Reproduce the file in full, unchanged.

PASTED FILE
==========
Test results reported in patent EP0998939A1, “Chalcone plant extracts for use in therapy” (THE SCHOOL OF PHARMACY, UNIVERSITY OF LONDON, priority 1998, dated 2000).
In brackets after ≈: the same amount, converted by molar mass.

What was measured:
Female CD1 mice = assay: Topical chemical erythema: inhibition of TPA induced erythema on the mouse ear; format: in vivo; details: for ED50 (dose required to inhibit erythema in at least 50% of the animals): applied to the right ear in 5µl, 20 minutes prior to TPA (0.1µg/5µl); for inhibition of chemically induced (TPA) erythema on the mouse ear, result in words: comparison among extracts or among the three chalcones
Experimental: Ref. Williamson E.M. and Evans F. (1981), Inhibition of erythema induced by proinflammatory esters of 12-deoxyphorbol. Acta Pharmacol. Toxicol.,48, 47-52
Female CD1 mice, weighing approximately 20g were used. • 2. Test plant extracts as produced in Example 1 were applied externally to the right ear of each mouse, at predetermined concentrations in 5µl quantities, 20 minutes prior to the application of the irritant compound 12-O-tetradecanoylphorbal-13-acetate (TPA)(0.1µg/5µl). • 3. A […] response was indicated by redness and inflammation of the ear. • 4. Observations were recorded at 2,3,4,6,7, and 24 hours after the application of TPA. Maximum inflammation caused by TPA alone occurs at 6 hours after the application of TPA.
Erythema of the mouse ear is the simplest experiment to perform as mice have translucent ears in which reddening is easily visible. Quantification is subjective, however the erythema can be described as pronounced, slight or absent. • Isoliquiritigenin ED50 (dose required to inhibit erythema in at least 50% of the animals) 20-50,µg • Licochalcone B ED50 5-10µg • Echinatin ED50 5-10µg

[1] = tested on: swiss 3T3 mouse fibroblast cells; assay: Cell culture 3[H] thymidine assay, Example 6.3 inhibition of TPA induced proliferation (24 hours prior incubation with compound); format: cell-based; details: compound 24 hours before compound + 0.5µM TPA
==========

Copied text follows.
Test results reported in patent EP0998939A1, “Chalcone plant extracts for use in therapy” (THE SCHOOL OF PHARMACY, UNIVERSITY OF LONDON, priority 1998, dated 2000).
In brackets after ≈: the same amount, converted by molar mass.

What was measured:
Female CD1 mice = assay: Topical chemical erythema: inhibition of TPA induced erythema on the mouse ear; format: in vivo; details: for ED50 (dose required to inhibit erythema in at least 50% of the animals): applied to the right ear in 5µl, 20 minutes prior to TPA (0.1µg/5µl); for inhibition of chemically induced (TPA) erythema on the mouse ear, result in words: comparison among extracts or among the three chalcones
Experimental: Ref. Williamson E.M. and Evans F. (1981), Inhibition of erythema induced by proinflammatory esters of 12-deoxyphorbol. Acta Pharmacol. Toxicol.,48, 47-52
Female CD1 mice, weighing approximately 20g were used. • 2. Test plant extracts as produced in Example 1 were applied externally to the right ear of each mouse, at predetermined concentrations in 5µl quantities, 20 minutes prior to the application of the irritant compound 12-O-tetradecanoylphorbal-13-acetate (TPA)(0.1µg/5µl). • 3. A […] response was indicated by redness and inflammation of the ear. • 4. Observations were recorded at 2,3,4,6,7, and 24 hours after the application of TPA. Maximum inflammation caused by TPA alone occurs at 6 hours after the application of TPA.
Erythema of the mouse ear is the simplest experiment to perform as mice have translucent ears in which reddening is easily visible. Quantification is subjective, however the erythema can be described as pronounced, slight or absent. • Isoliquiritigenin ED50 (dose required to inhibit erythema in at least 50% of the animals) 20-50,µg • Licochalcone B ED50 5-10µg • Echinatin ED50 5-10µg

[1] = tested on: swiss 3T3 mouse fibroblast cells; assay: Cell culture 3[H] thymidine assay, Example 6.3 inhibition of TPA induced proliferation (24 hours prior incubation with compound); format: cell-based; details: compound 24 hours before compound + 0.5µM TPA